Tag Archives: CFTC

S. 3468: It’s Baaack…and shouldn’t be

Heads Up!  They’re back, againS. 3468 is yet another attempt by the financialists and related banking lobbyists to hamstring efforts to regulate the financial services sector.   It’s not like these interests have ever given up their campaign to revert to Business As Usual  such that the Wall Street Wizards can become yet another font of ill advised, incomprehensible, albeit highly profitable synthetic or otherwise manufactured financial products — You know, things like those adorable synthetic CDO’s which flooded the financial market with valueless toxic paper.

Here’s the CRS summary of the bill submitted by Senator Rob Portman (R-OH) on behalf of the banking sector:

Independent Agency Regulatory Analysis Act of 2012 – Authorizes the President to require an independent regulatory agency to: (1) comply, to the extent permitted by law, with regulatory analysis requirements applicable to other federal agencies; (2) provide the Administrator of the Office of Information and Regulatory Affairs with an assessment of the costs and benefits of a proposed or final significant rule (i.e., a rule that is likely to have an annual effect on the economy of $100 million or more and is likely to adversely affect sectors of the economy in a material way) and an assessment of costs and benefits of alternatives to the rule; and (3) submit to the Administrator for review any proposed or final significant rule.

Prohibits judicial review of the compliance or noncompliance of an independent regulatory agency with the requirements of this Act.

Translation: If any of the financial regulatory agencies, like the SEC, the OCC, the FDIC, or the CFTC wants to approve regulations which might have a “significant effect” on some bank’s bottom line, then the agency would have to present a “cost – benefit analysis,” and submit the rule for administrative (read executive branch) review.

There are some very cogent reason to be extremely skeptical about this bill.

#1.  It dramatically changes the relationship between the administration (executive branch) and the independent financial regulators.   The SEC, et. al. are supposed to be independent of the executive branch, which is why their leadership is subject to confirmation.  To require that the agencies present their proposed rules for executive approval inserts presidential politics directly into the rule making process.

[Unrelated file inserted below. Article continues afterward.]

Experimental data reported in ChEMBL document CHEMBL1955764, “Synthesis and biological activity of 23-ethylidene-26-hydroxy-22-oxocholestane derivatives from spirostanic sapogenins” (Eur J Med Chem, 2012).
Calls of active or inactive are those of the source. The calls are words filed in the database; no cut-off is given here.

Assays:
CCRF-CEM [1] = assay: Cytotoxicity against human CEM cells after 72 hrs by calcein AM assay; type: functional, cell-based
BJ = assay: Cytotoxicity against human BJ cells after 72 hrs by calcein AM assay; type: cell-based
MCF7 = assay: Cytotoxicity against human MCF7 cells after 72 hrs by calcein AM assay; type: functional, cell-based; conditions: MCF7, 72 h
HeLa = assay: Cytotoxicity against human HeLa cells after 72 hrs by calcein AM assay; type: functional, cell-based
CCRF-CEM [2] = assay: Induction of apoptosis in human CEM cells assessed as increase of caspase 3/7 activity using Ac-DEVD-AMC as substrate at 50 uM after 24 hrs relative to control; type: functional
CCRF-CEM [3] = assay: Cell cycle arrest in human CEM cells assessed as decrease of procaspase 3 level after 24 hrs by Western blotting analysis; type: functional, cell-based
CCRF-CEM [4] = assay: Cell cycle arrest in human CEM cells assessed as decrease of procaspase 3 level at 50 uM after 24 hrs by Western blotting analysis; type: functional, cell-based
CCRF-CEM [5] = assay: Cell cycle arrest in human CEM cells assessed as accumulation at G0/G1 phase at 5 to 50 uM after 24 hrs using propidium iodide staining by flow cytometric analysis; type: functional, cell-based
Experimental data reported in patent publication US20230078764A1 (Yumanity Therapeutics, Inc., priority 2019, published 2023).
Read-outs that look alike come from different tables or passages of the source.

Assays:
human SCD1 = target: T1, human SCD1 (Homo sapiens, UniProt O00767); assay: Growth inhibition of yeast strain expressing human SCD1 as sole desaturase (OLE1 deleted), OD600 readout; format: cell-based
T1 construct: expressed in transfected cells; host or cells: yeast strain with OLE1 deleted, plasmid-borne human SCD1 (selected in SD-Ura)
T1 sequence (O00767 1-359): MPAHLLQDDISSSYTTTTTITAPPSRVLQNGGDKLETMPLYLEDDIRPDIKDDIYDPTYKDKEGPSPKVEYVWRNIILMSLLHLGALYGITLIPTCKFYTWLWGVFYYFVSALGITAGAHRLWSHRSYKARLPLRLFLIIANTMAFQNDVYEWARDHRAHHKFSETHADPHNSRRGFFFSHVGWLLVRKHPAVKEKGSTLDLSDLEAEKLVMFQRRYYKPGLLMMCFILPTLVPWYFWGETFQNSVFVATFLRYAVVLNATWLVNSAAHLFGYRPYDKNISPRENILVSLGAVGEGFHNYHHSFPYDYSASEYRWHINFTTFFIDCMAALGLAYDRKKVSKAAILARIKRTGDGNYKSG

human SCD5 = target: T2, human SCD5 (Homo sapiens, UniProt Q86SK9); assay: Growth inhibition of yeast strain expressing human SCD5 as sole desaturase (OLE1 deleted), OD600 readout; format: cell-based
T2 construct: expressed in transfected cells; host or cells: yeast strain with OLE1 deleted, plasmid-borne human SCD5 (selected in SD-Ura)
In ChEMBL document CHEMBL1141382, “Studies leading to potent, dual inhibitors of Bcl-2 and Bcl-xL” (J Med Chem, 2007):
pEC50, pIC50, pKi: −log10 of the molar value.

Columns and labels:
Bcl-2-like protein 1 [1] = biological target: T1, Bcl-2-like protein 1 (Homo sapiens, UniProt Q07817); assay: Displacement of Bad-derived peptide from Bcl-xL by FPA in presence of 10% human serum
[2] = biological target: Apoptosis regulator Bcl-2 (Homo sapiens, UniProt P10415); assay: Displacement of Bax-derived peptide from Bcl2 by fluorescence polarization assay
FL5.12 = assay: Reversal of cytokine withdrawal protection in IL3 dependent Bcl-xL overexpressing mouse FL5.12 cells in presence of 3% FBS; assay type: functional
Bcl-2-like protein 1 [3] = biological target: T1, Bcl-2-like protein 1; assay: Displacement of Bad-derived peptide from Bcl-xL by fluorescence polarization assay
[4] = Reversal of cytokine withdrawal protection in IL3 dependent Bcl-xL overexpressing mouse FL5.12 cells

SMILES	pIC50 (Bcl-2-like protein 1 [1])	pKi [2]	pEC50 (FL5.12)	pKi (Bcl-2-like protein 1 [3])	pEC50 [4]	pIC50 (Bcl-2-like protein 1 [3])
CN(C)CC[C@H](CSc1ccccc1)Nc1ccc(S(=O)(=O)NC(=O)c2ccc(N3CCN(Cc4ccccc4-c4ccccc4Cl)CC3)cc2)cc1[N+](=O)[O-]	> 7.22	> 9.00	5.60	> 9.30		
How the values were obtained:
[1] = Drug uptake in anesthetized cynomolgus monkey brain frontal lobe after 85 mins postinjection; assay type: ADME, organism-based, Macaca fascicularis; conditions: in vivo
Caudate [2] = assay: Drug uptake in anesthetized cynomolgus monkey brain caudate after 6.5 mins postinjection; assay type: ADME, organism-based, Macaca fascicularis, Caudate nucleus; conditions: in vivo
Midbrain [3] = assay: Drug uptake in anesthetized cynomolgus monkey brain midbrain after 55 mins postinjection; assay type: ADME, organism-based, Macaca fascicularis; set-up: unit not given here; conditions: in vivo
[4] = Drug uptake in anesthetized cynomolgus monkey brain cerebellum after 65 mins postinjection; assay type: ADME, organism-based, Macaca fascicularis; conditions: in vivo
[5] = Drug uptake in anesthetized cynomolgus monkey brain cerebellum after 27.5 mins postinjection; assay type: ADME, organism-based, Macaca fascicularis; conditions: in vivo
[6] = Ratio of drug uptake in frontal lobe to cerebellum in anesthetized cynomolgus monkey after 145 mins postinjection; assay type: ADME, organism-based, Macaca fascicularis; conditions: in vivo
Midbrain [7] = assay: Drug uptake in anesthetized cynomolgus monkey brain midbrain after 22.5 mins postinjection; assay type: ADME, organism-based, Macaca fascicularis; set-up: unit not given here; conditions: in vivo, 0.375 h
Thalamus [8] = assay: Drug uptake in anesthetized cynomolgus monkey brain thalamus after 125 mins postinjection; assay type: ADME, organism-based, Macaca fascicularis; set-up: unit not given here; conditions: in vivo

Those who find the diminution of regulatory oversight disturbing will not be pleased with this proposal. Nor will those who decry the transference of yet more power to the executive branch.   There’s nothing here for either end of the political and ideological spectrum.

#2.  It invites endless litigation.  S. 3468 could be alternately named the Wall Street Attorneys’ Full Employment Act.  For those of us who believe that the interminable foot-dragging on CFTC regulations of the derivatives market has gone on long enough, this is entirely too much, [CFTC law] the Portman bill merely serves to add yet another bureaucratic roadblock before regulations can be finalized.  [Lieberman/Collins pdf]

#3. It prevents agencies from acting in a timely manner.  Again, inserting a secondary layer of “review” invites both executive interference and financial sector slow walking before any effective oversight of financial institutions can be effected.

#4. It is redundant.  All the agencies involved, with the single exception of the Federal Reserve, are already required to do formal cost-benefit analyses of proposals.  In case no one had noticed during the attempts to get the provisions of the Dodd Frank Act implemented that the banks have been availing themselves of these requirements to slow down the whole process — they have.  All this bill accomplishes is to slow the process down from a crawl to a drag.   Here’s why:

“The thirteen new analytic requirements this legislation could impose are only the beginning of the delays and burdens it would create. The mandated OIRA review of significant rules would take up to six months. In addition, the review process could force agencies to go back to the drawing board or do a re-proposal of the rule, which could add years to the regulatory process. While agencies could overrule an OIRA determination that a rule or a cost-benefit analysis was inadequate, such a step would render the regulation highly susceptible to court challenge. It would make industry attempts to overturn new rules in court almost inevitable. The increased risk of court reversal will discourage independent financial agencies from finalizing any regulation that receives a negative OIRA review.” [AFR pdf] (emphasis added)

In short, what we have here is a bill that simply refuses to die… and one which is unnecessary, unwarranted, and merely serves to benefit the financialists who don’t want oversight of their speculation in the Wall Street Casino.